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© 2010 Delmar, Cengage Learning Chapter 4: Creating Animation
© 2010 Delmar Cengage Learning Chapter 4 Lessons 1.Create motion-tween animation 2.Create classic-tween animation 3.Create frame-by-frame animation 4.Create shape tween animations 5.Create movie clips 6.Animate text
© 2010 Delmar Cengage Learning Introduction Animation is an important part of a Web site in –E-commerce –Education –Entertainment
© 2010 Delmar Cengage Learning How Animation Works Animation is made up of a series of still images “Persistence of Vision” is the basis for frame rates in animations Frames rates of 10-12 fps generally provide smooth computer-based animation –Frame rates lower than 10-12 fps often result in jerky images –Higher frame rates may result in blurred images Flash uses default frame rate of 12 fps
© 2010 Delmar Cengage Learning Flash Animation Animation is one of the most powerful features of Flash Basic animation is a simple process –Move an object around the stage –Change an object’s size, shape, color –Apply Special Effects, such as zooming, fading, or a combination of effects
© 2010 Delmar Cengage Learning Flash Animation Two animation methods –Frame-by-frame animation –Tweened animation (motion, classic, shape)
© 2010 Delmar Cengage Learning Understanding Motion Tween Animation Motion tweening is less tedious than frame animation –Create a Start and End frame –Flash creates the “in-between” frames Flash only stores the attributes that change from frame to frame, thus creating smaller file sizes than frame animation
© 2010 Delmar Cengage Learning Create Motion-Tweened Animation Select the starting frame and layer –Insert a keyframe, if necessary Select the object on the stage Choose the Create Motion Tween command from the Insert menu Select ending frame and make any changes to the object
© 2010 Delmar Cengage Learning Tween Spans When you create a motion tween, a tween span appears on the timeline, indicated by the blue highlighted area By default, the number of frames in a tween span is equal to the number of frames in one second of the movie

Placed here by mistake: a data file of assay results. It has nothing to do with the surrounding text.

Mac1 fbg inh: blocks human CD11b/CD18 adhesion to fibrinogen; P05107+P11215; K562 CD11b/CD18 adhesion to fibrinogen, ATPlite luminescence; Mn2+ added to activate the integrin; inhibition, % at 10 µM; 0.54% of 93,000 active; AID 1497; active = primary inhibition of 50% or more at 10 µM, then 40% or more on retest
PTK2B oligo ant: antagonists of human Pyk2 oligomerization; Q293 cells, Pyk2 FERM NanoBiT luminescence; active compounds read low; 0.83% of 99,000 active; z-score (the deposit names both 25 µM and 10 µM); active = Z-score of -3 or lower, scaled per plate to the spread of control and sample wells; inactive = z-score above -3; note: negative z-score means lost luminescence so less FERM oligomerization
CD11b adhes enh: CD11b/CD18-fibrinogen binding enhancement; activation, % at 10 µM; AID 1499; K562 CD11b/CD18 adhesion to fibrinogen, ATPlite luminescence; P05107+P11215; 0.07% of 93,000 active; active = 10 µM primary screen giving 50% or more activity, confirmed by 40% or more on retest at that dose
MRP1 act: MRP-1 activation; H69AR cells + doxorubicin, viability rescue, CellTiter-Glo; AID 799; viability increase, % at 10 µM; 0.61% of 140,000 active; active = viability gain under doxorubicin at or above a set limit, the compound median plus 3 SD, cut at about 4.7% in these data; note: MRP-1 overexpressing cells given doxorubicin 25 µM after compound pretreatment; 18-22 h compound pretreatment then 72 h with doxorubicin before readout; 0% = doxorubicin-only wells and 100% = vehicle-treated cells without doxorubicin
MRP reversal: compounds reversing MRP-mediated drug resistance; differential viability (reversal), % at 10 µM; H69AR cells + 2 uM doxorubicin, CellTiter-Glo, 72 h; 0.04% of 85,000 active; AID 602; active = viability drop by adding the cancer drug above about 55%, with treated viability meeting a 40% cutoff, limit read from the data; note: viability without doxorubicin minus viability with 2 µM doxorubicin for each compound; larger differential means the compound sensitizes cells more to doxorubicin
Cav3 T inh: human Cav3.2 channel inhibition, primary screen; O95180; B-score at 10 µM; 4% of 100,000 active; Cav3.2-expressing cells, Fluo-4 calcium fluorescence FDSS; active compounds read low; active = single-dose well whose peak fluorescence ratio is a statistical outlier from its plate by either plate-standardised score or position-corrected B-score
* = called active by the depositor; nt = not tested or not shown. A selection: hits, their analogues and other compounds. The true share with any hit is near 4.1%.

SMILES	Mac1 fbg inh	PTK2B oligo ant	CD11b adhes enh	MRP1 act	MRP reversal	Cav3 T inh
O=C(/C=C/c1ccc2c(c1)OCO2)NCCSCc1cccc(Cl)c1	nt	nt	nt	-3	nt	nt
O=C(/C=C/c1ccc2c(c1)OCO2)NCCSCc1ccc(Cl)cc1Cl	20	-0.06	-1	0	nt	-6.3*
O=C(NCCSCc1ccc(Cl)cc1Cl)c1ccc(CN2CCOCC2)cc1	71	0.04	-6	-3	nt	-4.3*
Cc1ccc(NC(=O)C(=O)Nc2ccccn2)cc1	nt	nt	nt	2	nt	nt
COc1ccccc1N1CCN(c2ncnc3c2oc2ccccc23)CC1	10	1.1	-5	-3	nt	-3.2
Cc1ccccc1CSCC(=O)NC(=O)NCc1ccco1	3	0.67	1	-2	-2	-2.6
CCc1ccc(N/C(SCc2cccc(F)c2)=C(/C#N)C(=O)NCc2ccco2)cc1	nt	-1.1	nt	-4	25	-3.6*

© 2010 Delmar Cengage Learning Fig. 1: Sample Motion Tween Animation Onion Skin feature turned on Tween span Outline of the car position in each of the selected frames
© 2010 Delmar Cengage Learning Motion Path Motion path shows position changes on the Stage. Each symbol on the path corresponds to a frame on the Timeline and indicates the location of the object when the frame is played. A motion path can be altered by dragging a point on the path using the Selection and Sub- selection tools or by manipulating Bezier handles.
© 2010 Delmar Cengage Learning Fig. 2: Motion Path Motion path with symbols corresponding to a frame in the Timeline and showing the location of the car when the frame is played
© 2010 Delmar Cengage Learning Property Keyframes A keyframe indicates a change in a Flash movie, such as the start or ending of an animation. Motion tween animations use property keyframes that are specific to each property such as: –position keyframe –color keyframe –rotation keyframe
© 2010 Delmar Cengage Learning Property Keyframes Only one object on the Stage can be animated in each tween span. You can have multiple motion tween animations playing at the same time, if they are on different layers. A motion tween is, in essence, an object animation because while several changes can be made in the object’s properties, only one object is animated for each motion tween.
© 2010 Delmar Cengage Learning Property Keyframes The types of objects that can be tweened include graphic, button, and movie clip symbols, as well as text fields. You can remove a motion tween animation by clicking the tween span on the Timeline and choosing Remove Tween from the Insert menu.
© 2010 Delmar Cengage Learning Fig. 4: Positioning the Car Object
© 2010 Delmar Cengage Learning Fig. 5: Change the End of the Tween Span Drag pointer to here